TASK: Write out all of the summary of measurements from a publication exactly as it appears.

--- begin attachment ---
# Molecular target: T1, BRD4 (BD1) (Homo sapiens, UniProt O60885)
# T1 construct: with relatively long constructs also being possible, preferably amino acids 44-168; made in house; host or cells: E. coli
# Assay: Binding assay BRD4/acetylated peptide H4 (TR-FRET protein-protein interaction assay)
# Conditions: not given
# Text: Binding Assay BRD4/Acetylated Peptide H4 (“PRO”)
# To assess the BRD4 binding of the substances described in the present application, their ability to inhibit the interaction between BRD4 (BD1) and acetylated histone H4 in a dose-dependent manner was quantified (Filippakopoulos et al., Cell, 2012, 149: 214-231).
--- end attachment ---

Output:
# Molecular target: T1, BRD4 (BD1) (Homo sapiens, UniProt O60885)
# T1 construct: with relatively long constructs also being possible, preferably amino acids 44-168; made in house; host or cells: E. coli
# Assay: Binding assay BRD4/acetylated peptide H4 (TR-FRET protein-protein interaction assay)
# Conditions: not given
# Text: Binding Assay BRD4/Acetylated Peptide H4 (“PRO”)
# To assess the BRD4 binding of the substances described in the present application, their ability to inhibit the interaction between BRD4 (BD1) and acetylated histone H4 in a dose-dependent manner was quantified (Filippakopoulos et al., Cell, 2012, 149: 214-231).